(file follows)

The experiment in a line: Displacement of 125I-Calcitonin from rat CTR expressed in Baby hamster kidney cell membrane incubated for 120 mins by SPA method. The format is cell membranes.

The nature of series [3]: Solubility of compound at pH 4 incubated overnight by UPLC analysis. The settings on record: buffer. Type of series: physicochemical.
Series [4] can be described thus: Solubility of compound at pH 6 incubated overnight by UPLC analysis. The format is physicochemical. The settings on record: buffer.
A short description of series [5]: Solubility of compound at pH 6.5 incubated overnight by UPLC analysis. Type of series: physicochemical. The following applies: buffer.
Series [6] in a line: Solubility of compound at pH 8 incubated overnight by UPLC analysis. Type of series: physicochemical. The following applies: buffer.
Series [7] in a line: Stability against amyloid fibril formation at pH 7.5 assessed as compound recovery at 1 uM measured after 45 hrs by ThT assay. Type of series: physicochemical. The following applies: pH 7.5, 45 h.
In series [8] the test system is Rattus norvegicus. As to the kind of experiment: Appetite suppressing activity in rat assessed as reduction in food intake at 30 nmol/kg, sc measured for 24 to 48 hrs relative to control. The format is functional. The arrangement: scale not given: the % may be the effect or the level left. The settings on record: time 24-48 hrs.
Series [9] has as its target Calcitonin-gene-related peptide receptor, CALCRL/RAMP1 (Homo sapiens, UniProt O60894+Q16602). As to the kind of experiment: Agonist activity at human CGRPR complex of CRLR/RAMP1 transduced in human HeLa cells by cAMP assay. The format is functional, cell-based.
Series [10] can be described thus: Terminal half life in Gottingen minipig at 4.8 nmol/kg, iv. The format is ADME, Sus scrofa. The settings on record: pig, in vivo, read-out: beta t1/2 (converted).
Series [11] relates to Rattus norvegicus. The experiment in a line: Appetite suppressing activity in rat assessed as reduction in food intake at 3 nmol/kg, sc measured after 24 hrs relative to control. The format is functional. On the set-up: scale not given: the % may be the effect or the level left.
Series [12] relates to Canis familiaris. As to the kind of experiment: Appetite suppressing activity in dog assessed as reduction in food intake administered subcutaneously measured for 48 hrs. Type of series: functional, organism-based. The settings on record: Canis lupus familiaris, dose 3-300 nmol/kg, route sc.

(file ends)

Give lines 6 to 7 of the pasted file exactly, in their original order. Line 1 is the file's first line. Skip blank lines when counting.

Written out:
Series [7] in a line: Stability against amyloid fibril formation at pH 7.5 assessed as compound recovery at 1 uM measured after 45 hrs by ThT assay. Type of series: physicochemical. The following applies: pH 7.5, 45 h.
In series [8] the test system is Rattus norvegicus. As to the kind of experiment: Appetite suppressing activity in rat assessed as reduction in food intake at 30 nmol/kg, sc measured for 24 to 48 hrs relative to control. The format is functional. The arrangement: scale not given: the % may be the effect or the level left. The settings on record: time 24-48 hrs.